This week’s interview with Rodney Walker focuses on how to evaluate success in a non-profit organization. Without the metric of profit, which, for all its faults, has served the working world well, we can stumble along never really knowing if we should be making different decisions than we are.

We have no criteria for improving our decisions.

Listen in.

powered by ODEO

Who Is Serving Whom?

Tuesday, November 20th, 2007

Fund raising can twist two ways. For some it feels like the annoying child whining for your limited time while you’re trying to focus on more important things. For others it is the insidious demon that has somehow possessed your soul without you even realizing it, and all you do and see is related to money.

Helpful may be to ask, “Who is serving whom here?

Money has its place, a reality we have acknowledged in an earlier entry. But its place is not the primary place. When you feel like you’re serving the money demands of your organization instead of money serving the world-changing goals of your organization, it is time to realign and/or get some help.

Find creative ways to keep money and fund-raising in your service. Funds are a vital and necessary tool to have in the arsenal. But we want to be able to choose how we leverage its power on behalf of our cause. When we can no longer choose, we are no longer in charge.

Who is serving whom?

If you haven’t heard this week’s interview with Rodney Walker, then be sure to click on the player in the right column and enjoy!

Drowning in $ Desperation

Sunday, November 18th, 2007

At the other extreme, there are those for whom the reality of funding their non-profit enterprise is an all-consuming responsibility.

Like a hungry beast always prowling for its next meal, these leaders see others through the eyes of donation potential. Everyone becomes financial prey, so to speak. We can feel it too. And as a result we take evasive action to protect ourselves.

The heart-breaker here is that these leaders are no longer passionately involved in the cause for which they are raising the money. Their focus has been diverted by the need for funds. The need is real. But the response is out of balance. Like a drowning swimmer who panics trying to get air, they pull down the would-be rescuer with them.

Our plans for ensuring we have enough oxygen, need to include tools for staying in touch with our original passion. How do you keep fund raising in perspective?

Be sure to hear the podcast interview series!

Money = Oxygen?

Saturday, November 17th, 2007

Oxygen. Interesting word to use when talking about money.

It forces a reality check for the non-profit. Rodney’s insight in this week’s podcast interview is that there is no avoiding, getting around, or wishing away the simple fact that no enterprise, even a not-for-profit one, can function without funds.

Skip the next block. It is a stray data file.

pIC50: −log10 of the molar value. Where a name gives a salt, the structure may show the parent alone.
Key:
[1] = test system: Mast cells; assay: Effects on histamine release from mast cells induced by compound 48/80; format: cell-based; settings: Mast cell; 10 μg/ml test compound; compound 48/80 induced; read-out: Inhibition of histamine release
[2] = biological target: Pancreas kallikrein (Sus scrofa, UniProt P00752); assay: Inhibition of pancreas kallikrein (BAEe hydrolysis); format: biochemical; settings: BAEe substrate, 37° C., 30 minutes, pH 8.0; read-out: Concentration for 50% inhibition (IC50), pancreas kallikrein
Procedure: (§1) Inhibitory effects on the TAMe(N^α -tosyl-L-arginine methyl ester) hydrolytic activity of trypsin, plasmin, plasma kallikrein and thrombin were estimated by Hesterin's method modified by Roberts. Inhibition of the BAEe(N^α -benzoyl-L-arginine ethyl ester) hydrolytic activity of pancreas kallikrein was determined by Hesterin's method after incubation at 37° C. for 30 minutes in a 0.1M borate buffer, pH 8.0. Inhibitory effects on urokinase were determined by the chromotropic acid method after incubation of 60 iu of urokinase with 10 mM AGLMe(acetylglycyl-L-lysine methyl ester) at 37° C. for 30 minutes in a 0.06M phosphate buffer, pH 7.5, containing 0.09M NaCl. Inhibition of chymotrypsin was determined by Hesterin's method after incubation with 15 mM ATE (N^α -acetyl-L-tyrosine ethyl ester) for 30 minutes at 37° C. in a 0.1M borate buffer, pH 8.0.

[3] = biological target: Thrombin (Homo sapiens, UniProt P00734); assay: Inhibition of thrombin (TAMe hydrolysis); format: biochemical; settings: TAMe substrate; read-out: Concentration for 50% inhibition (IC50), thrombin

Many non-profit leaders look down on, or are simply annoyed by, money, fund-raising, and the capitalistic context of our work. All power to them on their convictions, but unless they find a way to pay their staff, pay their rent, buy supplies, postage, computers, etc. etc., they will be out looking for a new job themselves.

What is your view of the role of money in the non-profit? How do you keep fund-raising in perspective?

Listen in.

Listen In -> Non-Profit Challenges #2: Never Enough Money

Thursday, November 15th, 2007

Many choose non-profit work because they’re not interested in chasing the almighty dollar. Then they wake up one morning and realize they’re chasing it more than ever as a non-profit.

In my conversation this week with Rodney Walker of Walker & Associates, we tackle the money demon. Listen in. I think you’ll find our discussion helpful.

powered by ODEO

Me, A Tyrant?

Monday, November 12th, 2007

Some non-profit directors want the hands and the hearts of a board, but not so much their brains. (Continuing our discussion of this week’s interview with Rodney Walker.)

We love the funds they raise, the connections they provide, and the muscle they bring to our projects. But when it comes to our own accountability to perform or soliciting input on core values and strategic direction, we too often give our boards the straight-arm treatment.

Especially if we founded the non-profit, it can feel horrible when the circle of support closest to us disagrees or pushes back.

What might an appropriate posture of humility, respect and collaboration look like that does not involve betraying our passion or leadership responsibility? Think with me.